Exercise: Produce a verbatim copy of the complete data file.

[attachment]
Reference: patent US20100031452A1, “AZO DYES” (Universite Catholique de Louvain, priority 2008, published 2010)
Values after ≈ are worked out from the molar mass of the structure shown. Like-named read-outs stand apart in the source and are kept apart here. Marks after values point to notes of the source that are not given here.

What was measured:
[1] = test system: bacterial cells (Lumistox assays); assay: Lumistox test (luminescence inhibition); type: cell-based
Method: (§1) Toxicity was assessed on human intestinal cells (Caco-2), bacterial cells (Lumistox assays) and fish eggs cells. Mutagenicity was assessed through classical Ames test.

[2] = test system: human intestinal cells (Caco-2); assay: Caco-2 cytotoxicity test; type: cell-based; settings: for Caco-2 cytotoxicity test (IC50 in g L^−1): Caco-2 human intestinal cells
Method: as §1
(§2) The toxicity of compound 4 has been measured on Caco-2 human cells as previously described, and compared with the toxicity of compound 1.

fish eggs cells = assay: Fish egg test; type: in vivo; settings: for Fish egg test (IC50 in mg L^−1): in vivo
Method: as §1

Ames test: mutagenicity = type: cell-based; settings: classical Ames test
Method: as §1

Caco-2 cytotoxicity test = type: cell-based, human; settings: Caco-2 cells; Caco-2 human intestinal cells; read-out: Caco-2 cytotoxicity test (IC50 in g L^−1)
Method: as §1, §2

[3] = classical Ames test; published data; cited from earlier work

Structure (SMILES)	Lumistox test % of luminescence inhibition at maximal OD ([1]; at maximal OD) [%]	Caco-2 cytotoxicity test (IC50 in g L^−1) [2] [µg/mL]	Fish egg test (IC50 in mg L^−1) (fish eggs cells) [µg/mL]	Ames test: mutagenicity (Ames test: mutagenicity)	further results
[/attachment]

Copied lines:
Reference: patent US20100031452A1, “AZO DYES” (Universite Catholique de Louvain, priority 2008, published 2010)
Values after ≈ are worked out from the molar mass of the structure shown. Like-named read-outs stand apart in the source and are kept apart here. Marks after values point to notes of the source that are not given here.

What was measured:
[1] = test system: bacterial cells (Lumistox assays); assay: Lumistox test (luminescence inhibition); type: cell-based
Method: (§1) Toxicity was assessed on human intestinal cells (Caco-2), bacterial cells (Lumistox assays) and fish eggs cells. Mutagenicity was assessed through classical Ames test.

[2] = test system: human intestinal cells (Caco-2); assay: Caco-2 cytotoxicity test; type: cell-based; settings: for Caco-2 cytotoxicity test (IC50 in g L^−1): Caco-2 human intestinal cells
Method: as §1
(§2) The toxicity of compound 4 has been measured on Caco-2 human cells as previously described, and compared with the toxicity of compound 1.

fish eggs cells = assay: Fish egg test; type: in vivo; settings: for Fish egg test (IC50 in mg L^−1): in vivo
Method: as §1

Ames test: mutagenicity = type: cell-based; settings: classical Ames test
Method: as §1

Caco-2 cytotoxicity test = type: cell-based, human; settings: Caco-2 cells; Caco-2 human intestinal cells; read-out: Caco-2 cytotoxicity test (IC50 in g L^−1)
Method: as §1, §2

[3] = classical Ames test; published data; cited from earlier work

Structure (SMILES)	Lumistox test % of luminescence inhibition at maximal OD ([1]; at maximal OD) [%]	Caco-2 cytotoxicity test (IC50 in g L^−1) [2] [µg/mL]	Fish egg test (IC50 in mg L^−1) (fish eggs cells) [µg/mL]	Ames test: mutagenicity (Ames test: mutagenicity)	further results